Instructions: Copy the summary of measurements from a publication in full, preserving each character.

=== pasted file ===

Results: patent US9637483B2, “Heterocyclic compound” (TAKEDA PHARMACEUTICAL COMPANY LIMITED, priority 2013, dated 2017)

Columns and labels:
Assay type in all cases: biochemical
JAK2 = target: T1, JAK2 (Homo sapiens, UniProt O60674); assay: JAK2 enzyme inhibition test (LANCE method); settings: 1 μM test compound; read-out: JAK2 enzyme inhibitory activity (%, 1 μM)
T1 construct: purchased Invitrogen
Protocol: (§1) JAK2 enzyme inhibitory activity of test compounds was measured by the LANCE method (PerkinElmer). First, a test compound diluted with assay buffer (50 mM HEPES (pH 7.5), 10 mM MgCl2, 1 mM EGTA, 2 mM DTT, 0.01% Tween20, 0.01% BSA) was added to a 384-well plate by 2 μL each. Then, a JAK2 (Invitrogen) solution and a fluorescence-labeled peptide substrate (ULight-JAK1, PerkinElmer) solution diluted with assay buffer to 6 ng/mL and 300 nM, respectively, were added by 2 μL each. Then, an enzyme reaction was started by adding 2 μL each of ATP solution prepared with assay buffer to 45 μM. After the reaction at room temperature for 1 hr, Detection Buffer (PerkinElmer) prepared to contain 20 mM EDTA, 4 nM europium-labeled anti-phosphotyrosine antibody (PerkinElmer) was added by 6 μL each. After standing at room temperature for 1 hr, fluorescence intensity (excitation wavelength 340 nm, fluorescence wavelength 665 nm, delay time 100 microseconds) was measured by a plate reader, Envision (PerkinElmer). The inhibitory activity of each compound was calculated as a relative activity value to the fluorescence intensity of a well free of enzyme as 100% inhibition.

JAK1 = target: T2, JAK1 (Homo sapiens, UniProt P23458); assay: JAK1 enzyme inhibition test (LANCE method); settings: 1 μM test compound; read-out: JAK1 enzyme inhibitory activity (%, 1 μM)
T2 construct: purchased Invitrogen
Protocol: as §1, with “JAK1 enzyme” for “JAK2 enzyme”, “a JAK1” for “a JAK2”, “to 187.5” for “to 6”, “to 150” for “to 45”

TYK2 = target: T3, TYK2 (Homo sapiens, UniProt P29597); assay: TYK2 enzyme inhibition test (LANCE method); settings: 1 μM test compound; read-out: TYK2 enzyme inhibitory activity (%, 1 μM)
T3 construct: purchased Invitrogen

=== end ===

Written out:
Results: patent US9637483B2, “Heterocyclic compound” (TAKEDA PHARMACEUTICAL COMPANY LIMITED, priority 2013, dated 2017)

Columns and labels:
Assay type in all cases: biochemical
JAK2 = target: T1, JAK2 (Homo sapiens, UniProt O60674); assay: JAK2 enzyme inhibition test (LANCE method); settings: 1 μM test compound; read-out: JAK2 enzyme inhibitory activity (%, 1 μM)
T1 construct: purchased Invitrogen
Protocol: (§1) JAK2 enzyme inhibitory activity of test compounds was measured by the LANCE method (PerkinElmer). First, a test compound diluted with assay buffer (50 mM HEPES (pH 7.5), 10 mM MgCl2, 1 mM EGTA, 2 mM DTT, 0.01% Tween20, 0.01% BSA) was added to a 384-well plate by 2 μL each. Then, a JAK2 (Invitrogen) solution and a fluorescence-labeled peptide substrate (ULight-JAK1, PerkinElmer) solution diluted with assay buffer to 6 ng/mL and 300 nM, respectively, were added by 2 μL each. Then, an enzyme reaction was started by adding 2 μL each of ATP solution prepared with assay buffer to 45 μM. After the reaction at room temperature for 1 hr, Detection Buffer (PerkinElmer) prepared to contain 20 mM EDTA, 4 nM europium-labeled anti-phosphotyrosine antibody (PerkinElmer) was added by 6 μL each. After standing at room temperature for 1 hr, fluorescence intensity (excitation wavelength 340 nm, fluorescence wavelength 665 nm, delay time 100 microseconds) was measured by a plate reader, Envision (PerkinElmer). The inhibitory activity of each compound was calculated as a relative activity value to the fluorescence intensity of a well free of enzyme as 100% inhibition.

JAK1 = target: T2, JAK1 (Homo sapiens, UniProt P23458); assay: JAK1 enzyme inhibition test (LANCE method); settings: 1 μM test compound; read-out: JAK1 enzyme inhibitory activity (%, 1 μM)
T2 construct: purchased Invitrogen
Protocol: as §1, with “JAK1 enzyme” for “JAK2 enzyme”, “a JAK1” for “a JAK2”, “to 187.5” for “to 6”, “to 150” for “to 45”

TYK2 = target: T3, TYK2 (Homo sapiens, UniProt P29597); assay: TYK2 enzyme inhibition test (LANCE method); settings: 1 μM test compound; read-out: TYK2 enzyme inhibitory activity (%, 1 μM)
T3 construct: purchased Invitrogen